Offshore Oil Drilling Analysis

The sudden spike of oil prices in the country and the world market have prodded several issues regarding the uplifting of the offshore oil-drilling ban in the country to be debated yet again. There are opposing sides to this story; the environmentalists are opposed to uplifting the ban, while some of the citizens and authoritative political figures are considering uplifting it (Hornick). Offshore drilling was controversially banned in 1990 due to a spill in California (Shapley). Ever since then, offshore drilling on specific coasts was banned and it is just now that the ban was uplifted by President Bush.

Oil is a very important commodity for the United States. Oil consumption in this country is reaching 20,680,000 barrels a day (Petroleum Basic Statistics). One oil barrel is priced in the world market as $44, which went down from $106. 23 just a few months ago (Williams). The demand for oil comes as no surprise because it is not only used for operating transportation and machinery, but is also used for making appliances, cosmetic products, plastic containers, candles, among many others (Oil and Everyday Life).

Hence, a new source of oil is being reintroduced into the market, via offshore drilling. Offshore drilling is a process, which involves the utilization of certain machines that could dig onto offshore lands. These oilrigs are found the middle of big bodies of water, hence the name offshore (Freudenrich). The process of offshore drilling starts with finding the proper site. This assignment is done by geologists (Freudenrich).

The location of an offshore drilling site requires that there are the right conditions for an oil trap, like the right source rock, entrapment and reservoir rock (Freudenrich). These geologists employ the use of a variety of instruments that could indicate oil flow, like gravity meters that could measure changes in the gravitational field of the earth (Freudenrich). Flowing oil can also be sensed by magnetometers by the measurement of changes in the magnetic field of the earth (Freudenrich).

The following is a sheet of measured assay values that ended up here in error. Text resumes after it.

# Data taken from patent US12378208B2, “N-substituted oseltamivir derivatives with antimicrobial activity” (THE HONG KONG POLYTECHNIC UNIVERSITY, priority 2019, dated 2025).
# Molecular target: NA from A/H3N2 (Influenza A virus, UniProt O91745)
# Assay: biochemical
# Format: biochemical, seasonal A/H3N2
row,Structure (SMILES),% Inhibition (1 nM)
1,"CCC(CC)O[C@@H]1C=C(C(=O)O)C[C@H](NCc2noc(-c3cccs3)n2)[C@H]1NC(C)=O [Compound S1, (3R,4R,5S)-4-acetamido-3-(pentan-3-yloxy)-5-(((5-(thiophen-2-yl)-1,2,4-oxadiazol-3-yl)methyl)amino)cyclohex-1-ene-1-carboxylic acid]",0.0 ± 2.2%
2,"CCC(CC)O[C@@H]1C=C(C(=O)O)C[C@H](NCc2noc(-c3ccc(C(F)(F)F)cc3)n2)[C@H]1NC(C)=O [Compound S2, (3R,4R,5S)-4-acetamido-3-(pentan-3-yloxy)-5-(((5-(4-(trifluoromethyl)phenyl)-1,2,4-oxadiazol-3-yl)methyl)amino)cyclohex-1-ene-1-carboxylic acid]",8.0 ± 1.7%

Another instrument that can be used to detect oil underground is called the sniffers that use electric noses to detect hydrocarbon smell (Freudenrich). What these geologists commonly use are the seismology instruments because these create shock waves that can pass through rock layers and once these waves bounce back, they are interpreted to determine the presence of oil inside (Freudenrich). When an oil source is tapped, the site is marked using a GPS device so that its coordinates can be determined or the site can be marked by marker buoys on water (Freudenrich).

Site selection is the first step in starting an offshore oilrig. Once a location has been chosen for drilling, the next step is determination of boundaries and conducting of environmental impact studies. There are also legal requirements needed to process like lease agreements, titles, and if it is an offshore land the legal jurisdiction is to be settled on (Freudenrich). After obtaining the legality of the area, the team is to prepare the land by clearing and leveling the site (Freudenrich). Sometimes, access roads have to be built.